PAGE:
Senate Declares July 22 the National Day of the American Cowboy

In honor of the hardworking men and women that established the American West, the U.S. Senate has declared Saturday as the National Day of the American Cowboy.

Senators John Barrasso and Cynthia Lummis introduced the bipartisan resolution with their colleagues. The resolution passed the U.S. Senate unanimously.

Started in 2005 by U.S. Senator Craig Thomas, the National Day of the American Cowboy traditionally coincides each year with Cheyenne Frontier Days. The resolution honors the culture, traditions and values of the American Cowboy way of life that are still alive today.

“In Wyoming, we commit to following the Cowboy Code: living a life of honesty, hard work, and integrity. The American Cowboy is a time-honored embodiment of our way of life,” said Senator Barrasso. “Washington could benefit from following the cowboy’s commitment to the values treasured most by the people of Wyoming. I look forward to celebrating our cowboys and cowgirls with the rest of the Cowboy State on this special day.”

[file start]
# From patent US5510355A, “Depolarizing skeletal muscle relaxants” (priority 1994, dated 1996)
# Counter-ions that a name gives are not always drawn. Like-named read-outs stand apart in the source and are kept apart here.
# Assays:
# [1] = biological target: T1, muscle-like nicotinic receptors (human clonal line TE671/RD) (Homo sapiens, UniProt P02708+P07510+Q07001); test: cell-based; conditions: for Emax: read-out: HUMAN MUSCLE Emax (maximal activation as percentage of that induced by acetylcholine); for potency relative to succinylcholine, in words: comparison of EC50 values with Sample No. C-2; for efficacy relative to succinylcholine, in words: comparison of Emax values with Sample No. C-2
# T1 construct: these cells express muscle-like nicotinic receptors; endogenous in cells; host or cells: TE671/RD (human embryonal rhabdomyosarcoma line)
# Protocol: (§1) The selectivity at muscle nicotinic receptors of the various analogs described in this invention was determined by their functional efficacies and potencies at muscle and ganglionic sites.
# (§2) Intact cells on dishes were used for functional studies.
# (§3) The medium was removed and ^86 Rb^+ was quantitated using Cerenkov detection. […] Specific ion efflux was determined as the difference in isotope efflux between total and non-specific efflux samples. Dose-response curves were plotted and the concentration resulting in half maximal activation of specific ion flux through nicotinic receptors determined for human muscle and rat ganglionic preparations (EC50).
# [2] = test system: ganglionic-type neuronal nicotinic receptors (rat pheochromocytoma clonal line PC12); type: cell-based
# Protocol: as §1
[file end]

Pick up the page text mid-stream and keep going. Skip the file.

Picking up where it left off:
“The values of hard work, integrity and honoring your word were established by the cowboys settling Wyoming,” said Senator Lummis. “Cowboys have a legendary history and thriving culture today thanks to the modern ranchers, ropers and riders who saddle up each day and carry on the tradition. The people of the Cowboy State have long celebrated the important contributions of the men and women of the west and I welcome the rest of the country to join us in honoring the cowboy spirit.”